by Elif BatumanPublished 2022 368 pages
Content warning for references to sexual assault below.
All of the things that made The Idiot great are here too. Batuman's curious, naïve, slightly sarcastic observational style is undiminished, and her ability to make comments that cut directly to the heart of a feeling, an issue, a motif from her (or your!) past, continue to be on full display, like on love in high school:
That whole time, six years, I had always been in love with someone. It was the only thing that made it feasible to live that way, getting up at six and remaining conscious until late at night. It was like religion had been, for medieval people. It gave you the energy to face a life of injustice, powerlessness, and drudgery.
Hey, I felt like that too!
However, I have some comments.
I don't remember whether Selin, the author's narrative stand-in, posed quite as many questions in The Idiot as she does here. (My copy of The Idiot has long been returned to the library, so I can't check.) In Either/Or, at any rate, Selin employs and re-employs a rhetorical formula that reoccurs every few pages: a) something happens, b) Selin makes a wry personal observation, for colour, c) Selin adds an extra paragraph of questions about how that things reflects on humanity or society or herself generally. Occasional question-spiralling makes sense: that's how young, engaged people think. Continuous question-spiralling might even make sense for someone as self-aware and -critical as Selin is. But taking the reader with her starts to get tiresome after a while.
The last portrait in the show was a crayon self-portrait: "a near-death mask, starting terrified and goggle-eyed into the abyss." The image of ninety-one year old Picasso goggling itno the abyss, which was reproduced on the exhibit brochure, reminded me both of Jerry, and of Philip Roth, whose books Jerry had caused my mother to buy, and which I, too, had therefore read. Did it mean you were anti-Semitic if you didn't feel sorry for Philip Roth because shiksas didn't want to have sex with him?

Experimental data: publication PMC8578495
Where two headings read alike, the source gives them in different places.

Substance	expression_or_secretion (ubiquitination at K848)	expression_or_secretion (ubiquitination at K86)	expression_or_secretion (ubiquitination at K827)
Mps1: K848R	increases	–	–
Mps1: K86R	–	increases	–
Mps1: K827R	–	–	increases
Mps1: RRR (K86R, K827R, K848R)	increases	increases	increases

Selin also experiences her sexual awakening here, with a series of mostly-faceless, pushy guys who force into sexual encounters that she doesn't solicit—and in some cases explicitly refuses—but which happen anyway.1 These men force her into their lives and take ownership of her body in a way that, to me, seems harrowing and dehumanising, but which Selin takes surprisingly in stride. She reflects on these experiences with dim pride at living an aesthetic life. Maybe I'm reading it wrong?
Finally—I'm not sure whether this book justifies itself. I'm not sure that this book, along with The Idiot before it, make more sense as two books, rather than a single book at like 80% the length of the two combined. That is—is 20% of the existing duology just filler? The way that Either/Or ends implies that there'll be another sequel, maybe covering Selin's third year at university—which would imply a fourth sequel for her final year—and I think that that book, too, will be like three-quarters really good and one-quarter filler to justify the book as a book. I'll definitely still read it, though.
- I think that's as far as I want to take that sentence: whether or not Selin identifies this as assault or rape probably comes down to lacking the context to situate her experiences.↩︎